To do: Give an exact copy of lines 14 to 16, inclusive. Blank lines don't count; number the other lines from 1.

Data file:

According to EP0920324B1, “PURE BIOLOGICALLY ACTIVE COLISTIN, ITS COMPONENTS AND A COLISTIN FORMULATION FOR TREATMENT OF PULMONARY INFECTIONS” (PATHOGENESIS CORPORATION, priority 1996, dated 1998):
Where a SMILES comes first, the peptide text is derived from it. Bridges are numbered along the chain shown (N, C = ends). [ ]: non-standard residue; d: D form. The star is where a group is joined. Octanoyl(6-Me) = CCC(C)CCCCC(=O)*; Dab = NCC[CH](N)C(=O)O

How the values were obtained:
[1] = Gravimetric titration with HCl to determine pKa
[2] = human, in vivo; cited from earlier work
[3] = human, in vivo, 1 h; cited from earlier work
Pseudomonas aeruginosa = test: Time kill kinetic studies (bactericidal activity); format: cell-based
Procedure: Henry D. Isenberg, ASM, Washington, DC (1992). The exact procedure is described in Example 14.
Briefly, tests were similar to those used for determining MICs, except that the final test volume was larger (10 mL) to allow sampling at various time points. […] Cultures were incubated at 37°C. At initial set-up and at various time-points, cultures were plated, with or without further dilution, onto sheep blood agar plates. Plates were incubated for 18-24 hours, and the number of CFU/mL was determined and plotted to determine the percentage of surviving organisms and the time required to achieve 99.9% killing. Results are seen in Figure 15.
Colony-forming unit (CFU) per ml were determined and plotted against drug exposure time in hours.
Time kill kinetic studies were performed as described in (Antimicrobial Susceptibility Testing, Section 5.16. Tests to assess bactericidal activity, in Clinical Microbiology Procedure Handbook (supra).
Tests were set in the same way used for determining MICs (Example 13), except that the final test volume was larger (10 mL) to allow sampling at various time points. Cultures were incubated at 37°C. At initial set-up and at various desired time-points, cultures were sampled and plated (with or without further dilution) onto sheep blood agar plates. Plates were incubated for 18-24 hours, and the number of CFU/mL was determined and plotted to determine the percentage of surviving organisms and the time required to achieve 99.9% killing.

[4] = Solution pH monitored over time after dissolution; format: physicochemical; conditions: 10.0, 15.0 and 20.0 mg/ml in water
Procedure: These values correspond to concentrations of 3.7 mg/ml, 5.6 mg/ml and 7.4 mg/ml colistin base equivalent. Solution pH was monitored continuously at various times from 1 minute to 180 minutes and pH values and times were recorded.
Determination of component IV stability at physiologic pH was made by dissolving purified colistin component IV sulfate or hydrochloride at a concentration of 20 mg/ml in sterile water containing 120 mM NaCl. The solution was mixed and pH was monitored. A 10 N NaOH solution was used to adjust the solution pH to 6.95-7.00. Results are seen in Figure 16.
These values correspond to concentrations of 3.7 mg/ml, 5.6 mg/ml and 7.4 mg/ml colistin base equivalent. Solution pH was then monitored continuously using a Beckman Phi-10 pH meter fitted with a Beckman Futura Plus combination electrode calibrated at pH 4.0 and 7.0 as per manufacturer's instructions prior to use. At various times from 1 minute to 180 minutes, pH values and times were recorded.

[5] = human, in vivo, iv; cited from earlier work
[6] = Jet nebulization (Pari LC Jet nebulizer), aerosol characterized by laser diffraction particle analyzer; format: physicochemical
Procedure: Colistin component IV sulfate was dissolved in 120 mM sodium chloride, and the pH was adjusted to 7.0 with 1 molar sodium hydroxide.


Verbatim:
Procedure: These values correspond to concentrations of 3.7 mg/ml, 5.6 mg/ml and 7.4 mg/ml colistin base equivalent. Solution pH was monitored continuously at various times from 1 minute to 180 minutes and pH values and times were recorded.
Determination of component IV stability at physiologic pH was made by dissolving purified colistin component IV sulfate or hydrochloride at a concentration of 20 mg/ml in sterile water containing 120 mM NaCl. The solution was mixed and pH was monitored. A 10 N NaOH solution was used to adjust the solution pH to 6.95-7.00. Results are seen in Figure 16.
These values correspond to concentrations of 3.7 mg/ml, 5.6 mg/ml and 7.4 mg/ml colistin base equivalent. Solution pH was then monitored continuously using a Beckman Phi-10 pH meter fitted with a Beckman Futura Plus combination electrode calibrated at pH 4.0 and 7.0 as per manufacturer's instructions prior to use. At various times from 1 minute to 180 minutes, pH values and times were recorded.